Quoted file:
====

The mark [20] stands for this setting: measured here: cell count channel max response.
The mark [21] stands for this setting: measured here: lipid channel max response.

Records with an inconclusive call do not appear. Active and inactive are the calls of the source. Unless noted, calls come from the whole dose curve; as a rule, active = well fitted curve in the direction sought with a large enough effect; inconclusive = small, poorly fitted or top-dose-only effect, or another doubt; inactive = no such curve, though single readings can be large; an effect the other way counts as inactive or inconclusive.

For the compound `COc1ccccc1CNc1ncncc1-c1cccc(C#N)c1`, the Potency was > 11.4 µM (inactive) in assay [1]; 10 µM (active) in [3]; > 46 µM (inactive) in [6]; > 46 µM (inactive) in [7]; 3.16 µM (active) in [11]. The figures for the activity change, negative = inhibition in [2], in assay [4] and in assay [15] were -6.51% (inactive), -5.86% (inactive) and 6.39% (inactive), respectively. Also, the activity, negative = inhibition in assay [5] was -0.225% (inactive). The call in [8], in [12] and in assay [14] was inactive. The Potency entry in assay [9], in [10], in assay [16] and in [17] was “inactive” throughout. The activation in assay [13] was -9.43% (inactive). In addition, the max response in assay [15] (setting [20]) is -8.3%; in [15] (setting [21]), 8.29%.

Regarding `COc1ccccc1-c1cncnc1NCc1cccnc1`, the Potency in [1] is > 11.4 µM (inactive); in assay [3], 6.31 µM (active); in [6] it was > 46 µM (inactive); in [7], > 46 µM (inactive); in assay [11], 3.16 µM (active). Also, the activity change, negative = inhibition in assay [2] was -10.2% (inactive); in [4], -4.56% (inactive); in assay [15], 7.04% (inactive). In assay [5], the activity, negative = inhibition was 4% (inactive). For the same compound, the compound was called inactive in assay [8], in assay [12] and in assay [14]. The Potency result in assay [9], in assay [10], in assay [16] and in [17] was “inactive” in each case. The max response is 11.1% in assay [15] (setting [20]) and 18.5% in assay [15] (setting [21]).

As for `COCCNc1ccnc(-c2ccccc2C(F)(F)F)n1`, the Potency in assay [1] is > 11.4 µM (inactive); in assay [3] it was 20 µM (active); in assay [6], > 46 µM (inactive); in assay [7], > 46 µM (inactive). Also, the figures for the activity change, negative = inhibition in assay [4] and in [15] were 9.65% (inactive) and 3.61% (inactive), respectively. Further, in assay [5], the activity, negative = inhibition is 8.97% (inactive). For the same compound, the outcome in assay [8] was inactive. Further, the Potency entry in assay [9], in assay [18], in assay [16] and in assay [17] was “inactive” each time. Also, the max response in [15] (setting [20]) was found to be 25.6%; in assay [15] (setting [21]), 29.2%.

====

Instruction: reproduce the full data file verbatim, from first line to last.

The mark [20] stands for this setting: measured here: cell count channel max response.
The mark [21] stands for this setting: measured here: lipid channel max response.

Records with an inconclusive call do not appear. Active and inactive are the calls of the source. Unless noted, calls come from the whole dose curve; as a rule, active = well fitted curve in the direction sought with a large enough effect; inconclusive = small, poorly fitted or top-dose-only effect, or another doubt; inactive = no such curve, though single readings can be large; an effect the other way counts as inactive or inconclusive.

For the compound `COc1ccccc1CNc1ncncc1-c1cccc(C#N)c1`, the Potency was > 11.4 µM (inactive) in assay [1]; 10 µM (active) in [3]; > 46 µM (inactive) in [6]; > 46 µM (inactive) in [7]; 3.16 µM (active) in [11]. The figures for the activity change, negative = inhibition in [2], in assay [4] and in assay [15] were -6.51% (inactive), -5.86% (inactive) and 6.39% (inactive), respectively. Also, the activity, negative = inhibition in assay [5] was -0.225% (inactive). The call in [8], in [12] and in assay [14] was inactive. The Potency entry in assay [9], in [10], in assay [16] and in [17] was “inactive” throughout. The activation in assay [13] was -9.43% (inactive). In addition, the max response in assay [15] (setting [20]) is -8.3%; in [15] (setting [21]), 8.29%.

Regarding `COc1ccccc1-c1cncnc1NCc1cccnc1`, the Potency in [1] is > 11.4 µM (inactive); in assay [3], 6.31 µM (active); in [6] it was > 46 µM (inactive); in [7], > 46 µM (inactive); in assay [11], 3.16 µM (active). Also, the activity change, negative = inhibition in assay [2] was -10.2% (inactive); in [4], -4.56% (inactive); in assay [15], 7.04% (inactive). In assay [5], the activity, negative = inhibition was 4% (inactive). For the same compound, the compound was called inactive in assay [8], in assay [12] and in assay [14]. The Potency result in assay [9], in assay [10], in assay [16] and in [17] was “inactive” in each case. The max response is 11.1% in assay [15] (setting [20]) and 18.5% in assay [15] (setting [21]).

As for `COCCNc1ccnc(-c2ccccc2C(F)(F)F)n1`, the Potency in assay [1] is > 11.4 µM (inactive); in assay [3] it was 20 µM (active); in assay [6], > 46 µM (inactive); in assay [7], > 46 µM (inactive). Also, the figures for the activity change, negative = inhibition in assay [4] and in [15] were 9.65% (inactive) and 3.61% (inactive), respectively. Further, in assay [5], the activity, negative = inhibition is 8.97% (inactive). For the same compound, the outcome in assay [8] was inactive. Further, the Potency entry in assay [9], in assay [18], in assay [16] and in assay [17] was “inactive” each time. Also, the max response in [15] (setting [20]) was found to be 25.6%; in assay [15] (setting [21]), 29.2%.